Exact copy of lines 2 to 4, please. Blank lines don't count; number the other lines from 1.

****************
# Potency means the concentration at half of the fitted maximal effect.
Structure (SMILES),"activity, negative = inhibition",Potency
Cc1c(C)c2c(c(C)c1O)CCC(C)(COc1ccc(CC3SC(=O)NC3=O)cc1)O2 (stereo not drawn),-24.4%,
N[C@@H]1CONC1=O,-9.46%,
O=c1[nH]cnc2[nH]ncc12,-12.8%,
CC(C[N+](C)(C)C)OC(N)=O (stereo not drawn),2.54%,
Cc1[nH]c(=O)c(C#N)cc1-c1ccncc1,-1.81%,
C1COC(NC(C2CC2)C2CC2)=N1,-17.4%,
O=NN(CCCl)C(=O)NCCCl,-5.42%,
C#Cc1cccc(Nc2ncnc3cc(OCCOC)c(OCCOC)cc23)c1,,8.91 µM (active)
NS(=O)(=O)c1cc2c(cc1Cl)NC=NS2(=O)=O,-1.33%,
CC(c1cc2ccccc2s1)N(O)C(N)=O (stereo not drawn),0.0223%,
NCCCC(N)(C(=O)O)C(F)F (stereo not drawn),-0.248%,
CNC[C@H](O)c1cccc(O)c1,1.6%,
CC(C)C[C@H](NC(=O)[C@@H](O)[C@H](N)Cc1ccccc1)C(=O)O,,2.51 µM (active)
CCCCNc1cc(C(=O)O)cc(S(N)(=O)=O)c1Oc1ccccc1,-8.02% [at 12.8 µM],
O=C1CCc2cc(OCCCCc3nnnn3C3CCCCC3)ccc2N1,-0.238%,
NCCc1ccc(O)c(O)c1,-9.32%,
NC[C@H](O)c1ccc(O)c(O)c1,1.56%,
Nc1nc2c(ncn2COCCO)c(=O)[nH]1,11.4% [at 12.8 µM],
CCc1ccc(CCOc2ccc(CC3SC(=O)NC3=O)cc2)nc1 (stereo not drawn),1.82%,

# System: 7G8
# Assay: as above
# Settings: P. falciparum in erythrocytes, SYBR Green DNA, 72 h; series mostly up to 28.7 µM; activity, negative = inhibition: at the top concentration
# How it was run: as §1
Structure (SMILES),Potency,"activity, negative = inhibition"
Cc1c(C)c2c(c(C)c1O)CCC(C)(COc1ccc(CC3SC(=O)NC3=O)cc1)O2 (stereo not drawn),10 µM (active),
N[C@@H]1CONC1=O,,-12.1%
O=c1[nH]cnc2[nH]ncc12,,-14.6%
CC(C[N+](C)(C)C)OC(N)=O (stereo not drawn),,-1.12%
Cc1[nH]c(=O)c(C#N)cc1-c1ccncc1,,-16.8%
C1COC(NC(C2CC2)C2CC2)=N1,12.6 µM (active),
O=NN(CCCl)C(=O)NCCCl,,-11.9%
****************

Structure (SMILES),"activity, negative = inhibition",Potency
Cc1c(C)c2c(c(C)c1O)CCC(C)(COc1ccc(CC3SC(=O)NC3=O)cc1)O2 (stereo not drawn),-24.4%,
N[C@@H]1CONC1=O,-9.46%,